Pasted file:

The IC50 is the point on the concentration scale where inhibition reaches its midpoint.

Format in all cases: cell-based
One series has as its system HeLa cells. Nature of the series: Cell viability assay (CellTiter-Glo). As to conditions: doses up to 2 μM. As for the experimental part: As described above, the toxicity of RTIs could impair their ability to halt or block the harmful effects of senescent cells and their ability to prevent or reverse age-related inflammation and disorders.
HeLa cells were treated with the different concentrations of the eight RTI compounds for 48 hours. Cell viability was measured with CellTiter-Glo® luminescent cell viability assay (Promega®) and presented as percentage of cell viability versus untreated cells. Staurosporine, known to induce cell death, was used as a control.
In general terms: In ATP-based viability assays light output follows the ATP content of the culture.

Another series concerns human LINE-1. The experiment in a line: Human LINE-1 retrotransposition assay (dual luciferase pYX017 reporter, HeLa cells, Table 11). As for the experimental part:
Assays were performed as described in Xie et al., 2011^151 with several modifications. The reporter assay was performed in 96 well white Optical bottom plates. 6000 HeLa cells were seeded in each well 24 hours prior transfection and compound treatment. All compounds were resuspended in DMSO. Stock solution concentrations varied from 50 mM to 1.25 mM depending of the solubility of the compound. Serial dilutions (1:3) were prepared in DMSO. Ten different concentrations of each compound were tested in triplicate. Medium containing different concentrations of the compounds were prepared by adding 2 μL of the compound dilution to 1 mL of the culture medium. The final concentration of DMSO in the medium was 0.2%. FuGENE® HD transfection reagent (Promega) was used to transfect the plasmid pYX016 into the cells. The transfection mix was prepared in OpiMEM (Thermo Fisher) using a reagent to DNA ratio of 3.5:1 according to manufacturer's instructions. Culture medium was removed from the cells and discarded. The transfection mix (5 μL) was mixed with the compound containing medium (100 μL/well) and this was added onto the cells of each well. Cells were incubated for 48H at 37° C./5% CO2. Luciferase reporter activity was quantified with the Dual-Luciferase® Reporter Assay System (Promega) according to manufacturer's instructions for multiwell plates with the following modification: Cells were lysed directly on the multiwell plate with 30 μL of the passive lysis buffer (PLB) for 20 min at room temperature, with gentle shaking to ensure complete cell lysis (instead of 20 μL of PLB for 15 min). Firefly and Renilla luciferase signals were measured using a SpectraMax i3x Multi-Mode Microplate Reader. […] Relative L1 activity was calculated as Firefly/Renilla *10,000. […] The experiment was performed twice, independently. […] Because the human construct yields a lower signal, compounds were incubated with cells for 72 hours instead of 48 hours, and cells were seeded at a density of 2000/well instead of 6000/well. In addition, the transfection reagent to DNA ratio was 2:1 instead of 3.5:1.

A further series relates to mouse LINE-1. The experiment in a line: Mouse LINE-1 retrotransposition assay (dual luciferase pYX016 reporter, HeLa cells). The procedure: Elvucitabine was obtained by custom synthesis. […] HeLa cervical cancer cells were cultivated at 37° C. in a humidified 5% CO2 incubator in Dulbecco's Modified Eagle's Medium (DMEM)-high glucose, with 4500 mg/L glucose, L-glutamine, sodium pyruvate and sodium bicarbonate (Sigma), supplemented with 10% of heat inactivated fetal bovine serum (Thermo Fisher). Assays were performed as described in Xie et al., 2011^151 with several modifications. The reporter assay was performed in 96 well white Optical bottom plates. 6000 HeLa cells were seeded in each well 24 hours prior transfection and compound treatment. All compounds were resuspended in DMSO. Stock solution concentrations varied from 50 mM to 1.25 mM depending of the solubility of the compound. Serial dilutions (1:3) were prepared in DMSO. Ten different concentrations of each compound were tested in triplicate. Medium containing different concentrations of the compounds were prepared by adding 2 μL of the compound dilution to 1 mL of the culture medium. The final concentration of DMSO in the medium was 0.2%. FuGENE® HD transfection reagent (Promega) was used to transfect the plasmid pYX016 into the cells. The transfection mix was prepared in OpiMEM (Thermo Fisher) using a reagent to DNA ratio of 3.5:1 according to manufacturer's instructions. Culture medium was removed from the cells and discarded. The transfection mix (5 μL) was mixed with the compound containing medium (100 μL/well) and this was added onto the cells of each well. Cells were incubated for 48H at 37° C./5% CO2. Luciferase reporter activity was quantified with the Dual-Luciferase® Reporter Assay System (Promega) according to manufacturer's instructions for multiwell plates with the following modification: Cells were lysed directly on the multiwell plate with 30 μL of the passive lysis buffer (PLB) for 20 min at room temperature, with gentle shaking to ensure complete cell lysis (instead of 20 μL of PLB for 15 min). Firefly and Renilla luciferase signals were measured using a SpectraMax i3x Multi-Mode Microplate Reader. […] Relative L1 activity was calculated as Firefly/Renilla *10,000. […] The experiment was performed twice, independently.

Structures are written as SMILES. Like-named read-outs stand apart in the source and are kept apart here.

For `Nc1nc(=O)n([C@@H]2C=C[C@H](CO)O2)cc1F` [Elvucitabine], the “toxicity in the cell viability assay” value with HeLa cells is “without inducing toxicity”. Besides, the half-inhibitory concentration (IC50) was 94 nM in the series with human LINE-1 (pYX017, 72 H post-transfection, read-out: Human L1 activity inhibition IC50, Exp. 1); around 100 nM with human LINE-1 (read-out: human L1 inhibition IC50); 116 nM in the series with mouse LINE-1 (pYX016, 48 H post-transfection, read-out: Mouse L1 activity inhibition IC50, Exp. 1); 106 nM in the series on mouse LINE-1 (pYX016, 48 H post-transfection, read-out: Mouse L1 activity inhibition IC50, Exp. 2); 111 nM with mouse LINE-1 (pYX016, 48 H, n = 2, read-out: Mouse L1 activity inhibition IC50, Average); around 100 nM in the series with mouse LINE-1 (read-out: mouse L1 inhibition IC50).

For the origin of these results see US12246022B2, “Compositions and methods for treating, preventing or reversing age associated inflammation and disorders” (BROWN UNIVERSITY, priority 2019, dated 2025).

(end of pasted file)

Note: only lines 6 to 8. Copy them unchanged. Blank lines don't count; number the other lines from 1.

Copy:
Another series concerns human LINE-1. The experiment in a line: Human LINE-1 retrotransposition assay (dual luciferase pYX017 reporter, HeLa cells, Table 11). As for the experimental part:
Assays were performed as described in Xie et al., 2011^151 with several modifications. The reporter assay was performed in 96 well white Optical bottom plates. 6000 HeLa cells were seeded in each well 24 hours prior transfection and compound treatment. All compounds were resuspended in DMSO. Stock solution concentrations varied from 50 mM to 1.25 mM depending of the solubility of the compound. Serial dilutions (1:3) were prepared in DMSO. Ten different concentrations of each compound were tested in triplicate. Medium containing different concentrations of the compounds were prepared by adding 2 μL of the compound dilution to 1 mL of the culture medium. The final concentration of DMSO in the medium was 0.2%. FuGENE® HD transfection reagent (Promega) was used to transfect the plasmid pYX016 into the cells. The transfection mix was prepared in OpiMEM (Thermo Fisher) using a reagent to DNA ratio of 3.5:1 according to manufacturer's instructions. Culture medium was removed from the cells and discarded. The transfection mix (5 μL) was mixed with the compound containing medium (100 μL/well) and this was added onto the cells of each well. Cells were incubated for 48H at 37° C./5% CO2. Luciferase reporter activity was quantified with the Dual-Luciferase® Reporter Assay System (Promega) according to manufacturer's instructions for multiwell plates with the following modification: Cells were lysed directly on the multiwell plate with 30 μL of the passive lysis buffer (PLB) for 20 min at room temperature, with gentle shaking to ensure complete cell lysis (instead of 20 μL of PLB for 15 min). Firefly and Renilla luciferase signals were measured using a SpectraMax i3x Multi-Mode Microplate Reader. […] Relative L1 activity was calculated as Firefly/Renilla *10,000. […] The experiment was performed twice, independently. […] Because the human construct yields a lower signal, compounds were incubated with cells for 72 hours instead of 48 hours, and cells were seeded at a density of 2000/well instead of 6000/well. In addition, the transfection reagent to DNA ratio was 2:1 instead of 3.5:1.

A further series relates to mouse LINE-1. The experiment in a line: Mouse LINE-1 retrotransposition assay (dual luciferase pYX016 reporter, HeLa cells). The procedure: Elvucitabine was obtained by custom synthesis. […] HeLa cervical cancer cells were cultivated at 37° C. in a humidified 5% CO2 incubator in Dulbecco's Modified Eagle's Medium (DMEM)-high glucose, with 4500 mg/L glucose, L-glutamine, sodium pyruvate and sodium bicarbonate (Sigma), supplemented with 10% of heat inactivated fetal bovine serum (Thermo Fisher). Assays were performed as described in Xie et al., 2011^151 with several modifications. The reporter assay was performed in 96 well white Optical bottom plates. 6000 HeLa cells were seeded in each well 24 hours prior transfection and compound treatment. All compounds were resuspended in DMSO. Stock solution concentrations varied from 50 mM to 1.25 mM depending of the solubility of the compound. Serial dilutions (1:3) were prepared in DMSO. Ten different concentrations of each compound were tested in triplicate. Medium containing different concentrations of the compounds were prepared by adding 2 μL of the compound dilution to 1 mL of the culture medium. The final concentration of DMSO in the medium was 0.2%. FuGENE® HD transfection reagent (Promega) was used to transfect the plasmid pYX016 into the cells. The transfection mix was prepared in OpiMEM (Thermo Fisher) using a reagent to DNA ratio of 3.5:1 according to manufacturer's instructions. Culture medium was removed from the cells and discarded. The transfection mix (5 μL) was mixed with the compound containing medium (100 μL/well) and this was added onto the cells of each well. Cells were incubated for 48H at 37° C./5% CO2. Luciferase reporter activity was quantified with the Dual-Luciferase® Reporter Assay System (Promega) according to manufacturer's instructions for multiwell plates with the following modification: Cells were lysed directly on the multiwell plate with 30 μL of the passive lysis buffer (PLB) for 20 min at room temperature, with gentle shaking to ensure complete cell lysis (instead of 20 μL of PLB for 15 min). Firefly and Renilla luciferase signals were measured using a SpectraMax i3x Multi-Mode Microplate Reader. […] Relative L1 activity was calculated as Firefly/Renilla *10,000. […] The experiment was performed twice, independently.